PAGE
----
ne of the most anticipated delights about Valentine’s Day is the heavenly taste of chocolate. It’s one of the most well-known traditions on this day of love—to give someone you care about a piece (or a gigantic box) of decadent goodness. This yummy treat surpasses its common reputation as just another type of unhealthy candy since it can actually benefit us. Chocolate originated in Mesoamerica, used most commonly by the Maya and Aztecs. According to the Happy Chocolatier Shop, it continues to keep its reputation from Aztec history as “the food of the gods.” As chocolate popularized throughout England, Richard Cadbury created decorative heart-shaped boxes in 1861 to make chocolate even more appealing and easier to sell on Valentine’s Day. Fortunately for us, when eaten in moderation, chocolate (especially dark chocolate) has various positive effects on energy levels and happiness. It contains antioxidants

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that trigger blood vessels to relax, reducing stress levels. Eating small amounts of chocolate has been shown to improve memory, focus and alertness. It also leads to higher production levels of feel-good endorphins from the brain, improving mood and pleasure. Chocolate may additionally reduce the risk of cardiovascular disease, stroke and diabetes, as studies from Authority Nutrition illustrate. Eating dark chocolate, in particular, reduces cravings and potentially helps us maintain healthier eating habits. Chocolate contains the same chemical your brain produces when you feel like you are in love—so it’s no wonder we all crave this delicious treat at this time of year.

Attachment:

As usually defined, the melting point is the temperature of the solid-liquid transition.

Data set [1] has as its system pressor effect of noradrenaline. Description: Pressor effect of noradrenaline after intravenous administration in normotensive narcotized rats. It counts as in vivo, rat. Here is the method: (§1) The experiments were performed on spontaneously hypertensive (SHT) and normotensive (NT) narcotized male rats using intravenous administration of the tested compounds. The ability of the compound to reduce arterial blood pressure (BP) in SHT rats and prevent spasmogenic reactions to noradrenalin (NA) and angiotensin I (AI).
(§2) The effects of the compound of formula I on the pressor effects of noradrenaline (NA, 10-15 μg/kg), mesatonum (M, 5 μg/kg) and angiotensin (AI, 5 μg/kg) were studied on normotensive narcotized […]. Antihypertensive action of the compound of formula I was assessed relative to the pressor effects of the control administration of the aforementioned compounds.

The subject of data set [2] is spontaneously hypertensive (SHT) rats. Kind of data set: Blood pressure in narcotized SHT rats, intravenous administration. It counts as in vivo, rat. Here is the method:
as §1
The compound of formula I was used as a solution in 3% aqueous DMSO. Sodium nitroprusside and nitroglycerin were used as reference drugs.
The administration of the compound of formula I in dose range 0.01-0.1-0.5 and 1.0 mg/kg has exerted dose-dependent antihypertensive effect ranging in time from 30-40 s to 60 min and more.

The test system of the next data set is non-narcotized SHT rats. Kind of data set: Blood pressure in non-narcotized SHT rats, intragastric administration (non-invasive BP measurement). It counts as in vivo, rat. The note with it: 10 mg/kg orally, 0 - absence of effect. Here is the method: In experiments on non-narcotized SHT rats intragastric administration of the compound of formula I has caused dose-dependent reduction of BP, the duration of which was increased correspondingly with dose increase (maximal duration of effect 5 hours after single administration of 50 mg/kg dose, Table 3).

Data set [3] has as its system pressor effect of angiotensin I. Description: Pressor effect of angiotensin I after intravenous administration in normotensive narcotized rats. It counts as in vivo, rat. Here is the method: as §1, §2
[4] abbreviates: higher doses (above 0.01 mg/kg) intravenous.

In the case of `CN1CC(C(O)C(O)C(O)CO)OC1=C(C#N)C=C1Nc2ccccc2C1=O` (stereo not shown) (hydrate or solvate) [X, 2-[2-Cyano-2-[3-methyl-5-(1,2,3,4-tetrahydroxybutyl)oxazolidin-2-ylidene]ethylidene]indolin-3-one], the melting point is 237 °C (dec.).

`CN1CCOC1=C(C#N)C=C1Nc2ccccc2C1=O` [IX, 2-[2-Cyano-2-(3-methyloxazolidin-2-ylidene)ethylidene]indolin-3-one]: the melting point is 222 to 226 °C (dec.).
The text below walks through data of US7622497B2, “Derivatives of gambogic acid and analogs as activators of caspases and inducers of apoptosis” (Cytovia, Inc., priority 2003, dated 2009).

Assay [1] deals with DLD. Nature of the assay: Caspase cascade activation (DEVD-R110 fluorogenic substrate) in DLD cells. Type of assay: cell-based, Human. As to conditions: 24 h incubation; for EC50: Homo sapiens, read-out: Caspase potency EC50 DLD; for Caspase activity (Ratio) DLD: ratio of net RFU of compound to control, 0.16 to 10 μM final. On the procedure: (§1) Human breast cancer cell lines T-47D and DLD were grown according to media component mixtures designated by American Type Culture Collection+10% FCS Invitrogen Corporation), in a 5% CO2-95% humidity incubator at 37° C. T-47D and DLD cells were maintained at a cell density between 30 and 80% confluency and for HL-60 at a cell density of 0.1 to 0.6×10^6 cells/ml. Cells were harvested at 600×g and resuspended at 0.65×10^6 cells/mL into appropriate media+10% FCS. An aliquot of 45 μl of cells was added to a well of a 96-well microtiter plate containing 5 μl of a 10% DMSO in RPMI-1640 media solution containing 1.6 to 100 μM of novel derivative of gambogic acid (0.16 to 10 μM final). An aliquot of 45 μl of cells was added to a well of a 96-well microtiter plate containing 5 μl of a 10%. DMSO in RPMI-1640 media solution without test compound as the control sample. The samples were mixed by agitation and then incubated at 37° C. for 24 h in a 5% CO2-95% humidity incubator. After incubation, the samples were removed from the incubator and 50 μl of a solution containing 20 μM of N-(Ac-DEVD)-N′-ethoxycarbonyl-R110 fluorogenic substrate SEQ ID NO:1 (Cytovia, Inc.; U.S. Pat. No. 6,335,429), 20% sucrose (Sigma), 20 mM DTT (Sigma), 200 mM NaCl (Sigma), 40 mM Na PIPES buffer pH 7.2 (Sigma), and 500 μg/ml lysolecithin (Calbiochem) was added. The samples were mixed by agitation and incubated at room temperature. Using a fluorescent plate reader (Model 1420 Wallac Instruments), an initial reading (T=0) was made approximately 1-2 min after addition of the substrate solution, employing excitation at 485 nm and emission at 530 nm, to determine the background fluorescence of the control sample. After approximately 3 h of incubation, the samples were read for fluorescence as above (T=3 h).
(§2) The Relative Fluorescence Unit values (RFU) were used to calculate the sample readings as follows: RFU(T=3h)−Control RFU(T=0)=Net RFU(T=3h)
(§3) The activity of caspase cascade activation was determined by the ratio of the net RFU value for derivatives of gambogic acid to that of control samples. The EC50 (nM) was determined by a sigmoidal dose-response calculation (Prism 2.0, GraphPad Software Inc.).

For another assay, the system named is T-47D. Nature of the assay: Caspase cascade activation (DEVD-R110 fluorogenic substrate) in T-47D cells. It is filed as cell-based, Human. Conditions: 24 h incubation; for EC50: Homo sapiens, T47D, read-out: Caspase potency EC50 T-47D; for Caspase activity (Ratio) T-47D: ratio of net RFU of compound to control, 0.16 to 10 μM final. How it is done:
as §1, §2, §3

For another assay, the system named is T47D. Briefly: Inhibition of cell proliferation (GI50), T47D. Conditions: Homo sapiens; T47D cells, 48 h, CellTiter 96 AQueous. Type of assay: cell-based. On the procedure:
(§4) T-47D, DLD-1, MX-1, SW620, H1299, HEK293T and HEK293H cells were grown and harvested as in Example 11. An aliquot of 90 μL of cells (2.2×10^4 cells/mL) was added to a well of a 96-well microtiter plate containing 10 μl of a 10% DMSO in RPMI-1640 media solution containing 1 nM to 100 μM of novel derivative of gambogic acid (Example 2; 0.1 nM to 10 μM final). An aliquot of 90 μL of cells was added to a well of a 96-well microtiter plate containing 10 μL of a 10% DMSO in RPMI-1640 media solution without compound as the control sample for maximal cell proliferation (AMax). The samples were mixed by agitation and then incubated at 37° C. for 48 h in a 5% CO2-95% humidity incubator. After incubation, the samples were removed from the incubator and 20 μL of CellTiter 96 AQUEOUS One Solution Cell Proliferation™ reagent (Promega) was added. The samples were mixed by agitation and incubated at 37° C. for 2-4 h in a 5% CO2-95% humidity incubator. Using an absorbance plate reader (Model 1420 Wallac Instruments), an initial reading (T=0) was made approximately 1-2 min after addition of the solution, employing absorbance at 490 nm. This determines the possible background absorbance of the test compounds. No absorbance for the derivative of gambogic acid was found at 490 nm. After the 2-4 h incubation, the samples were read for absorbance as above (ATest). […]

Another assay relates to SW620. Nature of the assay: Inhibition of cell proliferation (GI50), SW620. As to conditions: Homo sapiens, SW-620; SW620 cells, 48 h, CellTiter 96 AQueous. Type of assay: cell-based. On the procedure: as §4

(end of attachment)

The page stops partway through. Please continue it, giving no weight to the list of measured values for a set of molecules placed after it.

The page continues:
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style & grace

SPRING FASHION FINDER By Maria Elena Margarella

T

he streets are your runways, so make every week Fashion Week with these peeks into what’s trending. Flower Power: Floral patterns typically gain traction around this time of year and for good reason. We’re seeing buds blooming on maxi-dresses, extra-long shirts and both casual and professional blazers. Don’t shy away from floral accessories either—anything from hairpieces to pretty purses are known to pop with a little perennial love. Think color! Let nature inspire you, and blossom your personality. Stripe Time: This trend is not just your classic vertical lines. It’s much more diverse. Color-blocking patterns, pop

culture overlays and banker stripes have all stepped out this season. Different themes have also drawn their lines in the sand—er, fabric? Nautical, psychedelic, glitter glam and retro leather outfits are waiting for your closet. Go for it! Vertical, horizontal, diagonal, jagged—whatever direction they’re going, the stripes are going in style. Work Wear Winners: We all know that the right work outfit helps us feel more confident in the workplace. This season’s trends are bound to beat the office blues. Shirt dresses with long sleeves command authority while retaining feminine flare. Trench coats with exaggerated buckles and extended silhouettes pair well with anything. The asymmetrical shoulder cut

20  tallahassee woman • februar y / march 2017

has also spread across the runways. Work your confidence! Colors to keep in mind: rose pink, yellow and the universally applicable khaki. For More Than Just Athletes: As the number of female athletes increases in the nation, companies are trying to keep up. While this gives us more athletic wear overall, it’ll also contribute to the continued rise of athleisure—a fashion trend in which clothing designed for athletic activities is worn in other settings, such as work or casual occasions. Yes, athleticism is now trendy. Strong is stylish! As the industry listens more to what workingwomen want, we benefit from these fashionable opportunities.


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healthy living